By  on December 2, 2009

FashionCenterDallas is intent on giving buyers what they want, when they want it, in 2010.

“There is a lot of flux right now, and our goal is to be here to service the buyers for whatever they need,” asserted Cindy Morris, chief operating officer of the Dallas Market Center, which operates the venue.

The DMC is putting out more trend information, ramping up its monthly minimarkets to match the shift toward buying immediate goods and increasing its selection of value-oriented products, swimwear and men’s contemporary. It’s also continuing to augment its burgeoning selection of prom, bridal, junior contemporary and international fashions, she noted.

“We are probably the only mart in the country that has had increases in attendance and occupancy in 2009,” Morris claimed. “We are looking forward to a great 2010, and we’ve got a really good start on it. Obviously, our [Texas] economy is better positioned than other places right now.”

The fashion venue saw 50 permanent showrooms open this year, including Laundry, Seasonal Whispers, Petit Bateau and Lucky Brand Footwear, plus the new prom and bridal neighborhood with more than a dozen showrooms and a hearty selection of best-selling resources.

Officials reported FCD also achieved a 10 percent increase in vendor booths at its two temporary venues — the juried Scene show of contemporary and bridge fashion and accessories, and Temporaries on 12, a diverse marketplace of value-priced goods, junior contemporary, cowboy boots and other merchandise.

Further, the inaugural presentation of 17 Colombian designers at the October show was a success and will be repeated next year, Morris noted.

“Seven of them were picked up by sales reps, and three are negotiating,” she said. “ They’ll come back [as a group] next October.”

FCD, which exhibits fashion, accessories and shoes for every age, long has maintained a strong array of bridge dresses and sportswear as well as contemporary, better-price goods and Western wear and boots.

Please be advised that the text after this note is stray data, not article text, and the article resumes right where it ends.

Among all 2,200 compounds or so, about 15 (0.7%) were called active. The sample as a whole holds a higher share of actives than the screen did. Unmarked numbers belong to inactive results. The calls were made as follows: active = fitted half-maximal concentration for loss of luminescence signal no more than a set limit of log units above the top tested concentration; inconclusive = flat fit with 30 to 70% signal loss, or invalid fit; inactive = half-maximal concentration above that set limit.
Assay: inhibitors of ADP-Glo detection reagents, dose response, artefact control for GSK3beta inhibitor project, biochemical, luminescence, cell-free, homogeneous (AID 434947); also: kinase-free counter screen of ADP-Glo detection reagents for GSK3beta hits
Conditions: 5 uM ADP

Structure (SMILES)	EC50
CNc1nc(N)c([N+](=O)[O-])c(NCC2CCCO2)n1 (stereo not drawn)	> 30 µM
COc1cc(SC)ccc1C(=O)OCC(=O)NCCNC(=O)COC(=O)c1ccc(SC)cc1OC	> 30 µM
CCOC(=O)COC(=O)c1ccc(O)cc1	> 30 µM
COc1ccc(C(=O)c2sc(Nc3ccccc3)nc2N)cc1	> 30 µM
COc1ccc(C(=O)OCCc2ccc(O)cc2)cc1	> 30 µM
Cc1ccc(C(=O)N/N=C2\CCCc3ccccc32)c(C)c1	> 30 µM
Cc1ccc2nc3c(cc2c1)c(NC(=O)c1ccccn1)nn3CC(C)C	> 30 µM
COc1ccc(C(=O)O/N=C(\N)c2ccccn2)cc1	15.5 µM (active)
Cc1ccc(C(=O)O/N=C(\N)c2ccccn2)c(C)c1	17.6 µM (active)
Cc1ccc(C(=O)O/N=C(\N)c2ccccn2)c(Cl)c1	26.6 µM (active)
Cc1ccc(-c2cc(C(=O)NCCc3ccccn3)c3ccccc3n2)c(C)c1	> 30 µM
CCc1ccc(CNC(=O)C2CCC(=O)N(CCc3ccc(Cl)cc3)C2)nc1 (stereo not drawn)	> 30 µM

The bridge and contemporary businesses are getting more action from designer stores looking for lower price points, Morris noted.

“The core categories we have are remaining solid when you look at bridge and our 14th-floor moderate and better business,” Morris noted. “Contemporary is almost completely leased, and the new neighborhood for prom and bridal was a big success. We doubled the number of showrooms in that area, and I think we’ll continue to see growth there in 2010, and in intimate apparel, too.”

FCD spans five floors of the 15-story World Trade Center just outside downtown Dallas. The monolithic core of the Dallas Market Center’s sprawling trade show campus, the building also houses hundreds of showrooms for home furnishings, fine jewelry and gifts.

Bringing buyers to the complex remains a top priority. The DMC will continue reaching out to retailers who are new to the business as well as veteran buyers who haven’t shopped there for a while. It also intends to reward frequent buyers with drawings for gas cards and free dinners at local restaurants.

“We’ve seen new buyers coming on line,” Morris noted. “It’s an opportunity we’ve seen in the past, where it becomes a creative economic climate and people follow their dream of opening a new store.”

The DMC is beefing up services at its monthly First Monday and Tuesday minimarkets, when hard goods and fashion showrooms throughout the complex can opt to open. The small shows have been especially productive for jewelry and accessories reps to develop new business with gift stores.

“It is critical for the buyers because they are holding onto their dollars longer than in the past, so this gives them an opportunity to come in more often and purchase goods,” Morris noted.

The minimarkets grew this year, attracting more than 1,500 apparel and accessories buyers to date, she said.

“We are well-positioned with that because we have such a strong local rep base,” she said. “We’ve added information booths and daily prize drawings.”

To help buyers keep up with trends, the center has contracted Mudpie, a cutting-edge English forecasting service, to pinpoint key colors and themes for spring and fall. The trends will be detailed on handouts, displays in the WTC lobby and on TV monitors throughout FCD.

“Inspiration is a real key theme,” Morris noted. “We are working to inspire buyers.”

It also hopes to nourish them with better food. The Center expects to introduce updated menus in January under the auspices of Levy Restaurants, which took responsibility for the DMC’s dining venues and catering in September. Levy, proprietor of the celebrated Spiaggia restaurant in Chicago, is a leading food service provider to major sports venues and has catered events as large as the Winter Olympics in Salt Lake City.

Bargain hotel rates are another marketing ploy, with rooms starting at $69 and running up to $200 for luxury digs at The Ritz-Carlton.

“Travel costs will continue to be very attractive, which is great for buyers,” Morris asserted.

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